A sunken ship found in the Nile river may have lain undisturbed for over 2,500 years, but now it is finally ponying up its secrets. Scientists think that this ship has revealed a structure whose existence has been debated for centuries.
In fragment 2.96 of Herodotus’ Histories, published around 450 BCE, the Ancient Greek historian – who was writing about his trip to Egypt – describes a type of Nile cargo boat called a baris.
According to his portrayal, it was constructed like brickwork, lined with papyrus, and with a rudder that passed through a hole in the keel.
This steering system had been seen in representations and models through the Pharaonic period – but we had no firm archaeological evidence of its existence until now.
Similar rudder systems, from the Deir el-Gebrâwi reliefs, c.2325-2155 BCE. (Davies, N. de G., 1901-1902)
Enter Ship 17, of the now-sunken port city Thonis-Heracleion near the Canopic Mouth of the Nile, dated to the Late Period, 664-332 BCE. Here, researchers have been exploring over 70 shipwrecks, discovering countless artefacts that reveal stunning details about the ancient trade hub and its culture.
Although it’s been in the water for at least 2,000 years, the preservation of Ship 17 has been exceptional. Archaeologists were able to uncover 70 percent of the hull.
“It wasn’t until we discovered this wreck that we realised Herodotus was right,” archaeologist Damian Robinson of The Oxford Centre for Maritime Archaeology told The Guardian.
The ship displays several elements noted by Herodotus.
“The joints of the planking of Ship 17 are staggered in a way that gives it the appearance of ‘courses of bricks’, as described by Herodotus,” wrote archaeologist Alexander Belov of the Centre for Egyptological Studies of the Russian Academy of Sciences in a 2013 paper.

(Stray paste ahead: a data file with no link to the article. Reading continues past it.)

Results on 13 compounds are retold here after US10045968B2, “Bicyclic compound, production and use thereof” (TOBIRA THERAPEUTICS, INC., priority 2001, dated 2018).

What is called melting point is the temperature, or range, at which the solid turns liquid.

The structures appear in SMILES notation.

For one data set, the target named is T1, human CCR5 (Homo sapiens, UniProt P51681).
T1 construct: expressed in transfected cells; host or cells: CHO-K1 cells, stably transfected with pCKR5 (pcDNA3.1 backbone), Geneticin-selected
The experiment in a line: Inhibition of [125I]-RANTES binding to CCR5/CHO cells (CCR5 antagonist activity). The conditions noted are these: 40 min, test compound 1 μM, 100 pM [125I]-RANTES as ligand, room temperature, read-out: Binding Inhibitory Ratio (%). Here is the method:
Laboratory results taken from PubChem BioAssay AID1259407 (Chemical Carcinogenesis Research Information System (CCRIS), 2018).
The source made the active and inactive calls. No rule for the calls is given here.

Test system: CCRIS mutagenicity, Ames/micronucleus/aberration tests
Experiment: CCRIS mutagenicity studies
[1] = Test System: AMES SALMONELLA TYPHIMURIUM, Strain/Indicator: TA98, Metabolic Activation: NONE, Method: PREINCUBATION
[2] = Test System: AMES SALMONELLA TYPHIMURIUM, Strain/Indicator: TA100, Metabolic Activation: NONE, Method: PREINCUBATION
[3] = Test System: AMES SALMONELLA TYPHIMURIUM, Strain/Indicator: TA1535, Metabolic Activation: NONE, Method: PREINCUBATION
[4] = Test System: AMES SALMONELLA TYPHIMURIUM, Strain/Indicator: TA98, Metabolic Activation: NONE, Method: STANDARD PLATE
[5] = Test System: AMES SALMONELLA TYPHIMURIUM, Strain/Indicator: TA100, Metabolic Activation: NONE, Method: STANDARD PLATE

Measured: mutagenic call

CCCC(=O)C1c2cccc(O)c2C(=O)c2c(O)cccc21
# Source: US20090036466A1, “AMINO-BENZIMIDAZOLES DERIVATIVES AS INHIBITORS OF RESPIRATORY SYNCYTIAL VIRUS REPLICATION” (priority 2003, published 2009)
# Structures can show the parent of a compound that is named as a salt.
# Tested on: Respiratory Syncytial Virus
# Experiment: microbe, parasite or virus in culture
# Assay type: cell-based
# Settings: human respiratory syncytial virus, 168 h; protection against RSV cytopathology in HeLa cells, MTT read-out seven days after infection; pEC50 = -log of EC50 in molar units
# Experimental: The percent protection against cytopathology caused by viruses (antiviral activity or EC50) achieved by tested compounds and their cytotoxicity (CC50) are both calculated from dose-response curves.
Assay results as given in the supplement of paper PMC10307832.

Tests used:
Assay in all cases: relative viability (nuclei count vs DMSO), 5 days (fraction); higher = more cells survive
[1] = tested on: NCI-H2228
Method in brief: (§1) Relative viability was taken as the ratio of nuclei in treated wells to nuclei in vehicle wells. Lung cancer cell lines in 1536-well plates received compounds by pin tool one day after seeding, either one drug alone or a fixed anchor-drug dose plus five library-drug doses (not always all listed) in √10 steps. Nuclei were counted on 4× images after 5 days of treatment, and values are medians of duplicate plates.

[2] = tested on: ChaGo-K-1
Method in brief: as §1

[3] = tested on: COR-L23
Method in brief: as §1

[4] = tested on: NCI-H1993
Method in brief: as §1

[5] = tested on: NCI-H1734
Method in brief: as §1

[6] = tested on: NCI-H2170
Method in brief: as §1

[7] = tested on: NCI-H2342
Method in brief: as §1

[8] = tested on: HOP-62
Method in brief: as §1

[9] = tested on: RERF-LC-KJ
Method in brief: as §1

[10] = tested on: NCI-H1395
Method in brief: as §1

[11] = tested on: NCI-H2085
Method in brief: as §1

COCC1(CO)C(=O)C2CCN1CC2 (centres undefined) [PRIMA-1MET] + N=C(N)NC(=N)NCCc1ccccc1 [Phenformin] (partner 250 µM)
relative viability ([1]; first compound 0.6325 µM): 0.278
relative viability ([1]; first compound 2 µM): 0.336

“The planking of Ship 17 is assembled transversally by remarkably long tenons that can reach 1.99 m in length and that pass through up to 11 strakes. These tenons correspond to the ‘long and close-set stakes’ in Herodotus’ narrative… Herodotus also mentions the baris’ keel, and Ship 17 has a keel that is twice as thick as the planking and projects inside the hull.”
There are some inconsistencies – the vessel Herodotus describes had shorter tenons, which acted like ribs holding together the acacia planks of the hull; and Herodotus’ baris didn’t have reinforcing frames, where Ship 17 had several.
Both of these can be explained if Ship 17, around 27 metres long, is bigger than Herodotus’ baris.
“Herodotus describes the boats as having long internal ribs. Nobody really knew what that meant… That structure’s never been seen archaeologically before,” Robinson said.
“Then we discovered this form of construction on this particular boat and it absolutely is what Herodotus has been saying.”
(Belov, IJNA, 2013)
And, of course, there’s that splendid rudder, which is threaded through two holes in the stern. Placed one in front of the other, these holes seem to have allowed for better steering depending whether the ship is loaded with cargo.
According to these detailed findings, researchers believe that Ship 17 is so close to Herodotus’ description that it could have been built in the same shipyard.
Belov’s exploration of the ship’s construction has been published in a monograph by the Oxford Centre for Maritime Archaeology, Ship 17: a baris from Thonis-Heracleion.